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STS-130 - 4" - Bama Space Patches

STS-130 (ISS assembly flight 20A) was a NASA Space Shuttle mission to the International Space Station (ISS). Space Shuttle Endeavour's primary payloads were the Tranquility module and the Cupola, a robotic control station with six windows around its sides and another in the center, providing a 360-degree view around the station.[8] Endeavour launched at 04:14 EST (09:14 UTC) on 8 February 2010 and landed at 22:22 EST on 21 February 2010 on runway 15 at the Kennedy Space Center's Shuttle Landing Facility.

The shape of the patch represents the Cupola, which is the windowed robotics viewing station, from which astronauts will have the opportunity not only to monitor a variety of ISS operations, but also to study our home planet. The image of Earth depicted in the patch is the first photograph of the Earth taken from the moon by Lunar Orbiter I on August 23, 1966. As both a past and a future destination for explorers from the planet Earth, the moon is thus represented symbolically in the STS-130 patch. The Space Shuttle Endeavour is pictured approaching the ISS, symbolizing the Space Shuttle's role as the prime construction vehicle for the ISS.
 

This version of the STS-130 patch was produced and sold by Bama Space Patches. 

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4" / 100mm
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STS-130 - 4" - A-B Emblem

STS-130 (ISS assembly flight 20A) was a NASA Space Shuttle mission to the International Space Station (ISS). Space Shuttle Endeavour's primary payloads were the Tranquility module and the Cupola, a robotic control station with six windows around its sides and another in the center, providing a 360-degree view around the station.[8] Endeavour launched at 04:14 EST (09:14 UTC) on 8 February 2010 and landed at 22:22 EST on 21 February 2010 on runway 15 at the Kennedy Space Center's Shuttle Landing Facility.

The shape of the patch represents the Cupola, which is the windowed robotics viewing station, from which astronauts will have the opportunity not only to monitor a variety of ISS operations, but also to study our home planet. The image of Earth depicted in the patch is the first photograph of the Earth taken from the moon by Lunar Orbiter I on August 23, 1966. As both a past and a future destination for explorers from the planet Earth, the moon is thus represented symbolically in the STS-130 patch. The Space Shuttle Endeavour is pictured approaching the ISS, symbolizing the Space Shuttle's role as the prime construction vehicle for the ISS.

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4" / 100mm
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STS-116 - 4" - A-B Emblem

STS-116 was a Space Shuttle mission to the International Space Station (ISS) flown by Space Shuttle Discovery. Liftoff was originally scheduled for 7 December 2006, but that attempt was canceled due to a low cloud ceiling. Discovery successfully lifted off during the second launch attempt on 9 December 2006 at 20:47:35 EST. It was the first night launch of a Space Shuttle orbiter since STS-113, which launched on 23 November 2002.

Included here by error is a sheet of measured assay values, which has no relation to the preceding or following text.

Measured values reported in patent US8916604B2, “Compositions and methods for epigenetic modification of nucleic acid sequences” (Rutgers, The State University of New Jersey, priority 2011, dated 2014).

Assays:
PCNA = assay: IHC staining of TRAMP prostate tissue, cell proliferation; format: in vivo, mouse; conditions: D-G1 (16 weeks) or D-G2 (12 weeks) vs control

The mission is also referred to as ISS-12A.1 by the ISS program. The main goals of the mission were delivery and attachment of the International Space Station's P5 truss segment, a major rewiring of the station's power system, and exchange of ISS Expedition 14 personnel. The shuttle landed at 17:32 EST on 22 December 2006 at Kennedy Space Center, a delay of 98 minutes from schedule due to unfavorable weather conditions. This mission was particularly notable to Sweden since it was the first time a Scandinavian astronaut (Christer Fuglesang) has visited space.

Single piece construction, cut edge.

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4" / 100mm
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ASTROLAB original

This ASTROLAB patch is one of the original patches designed by German space artist Detlev van Ravenswaay (bottom image left - his internet site: www.vanravenswaay.com/explorer/index.html) which he kindly gave to me. Unfortunately he was not able to tell me who did manufactured it.

"Between 4 July and 22 December 2006, Thomas Reiter took part in the Astrolab Mission - ESA's first long-duration mission to the International Space Station. Following the launch with Space Shuttle Discovery on flight STS-121, Reiter spent 166 days on board ISS as Flight Engineer 2 for ISS Expedition crews 13 and 14. During his stay, as well as his duties as Flight Engineer, he conducted 19 experiments on behalf of a number of European institutions and research centres, focussing on areas such as human physiology and psychology, microbiology, plasma physics and radiation dosimetry as well as technology demonstrations. On 3 August 2006, together with NASA astronaut Jeff Williams, he participated in a 5 hour 54 minute spacewalk to install hardware on the ISS exterior to support future assembly work. After 171 days in space, Reiter returned to Earth with STS-116 [Discovery], landing at Kennedy Space Center, Florida, on 22 December 2006." (extracted from www.esa.int/Our_Activities/Human_Spaceflight/Astrolab).

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United States Space Operation Center - DDMS

DOD Manned Space Flight Support Office or DDMS
 

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45th Weather Squadron

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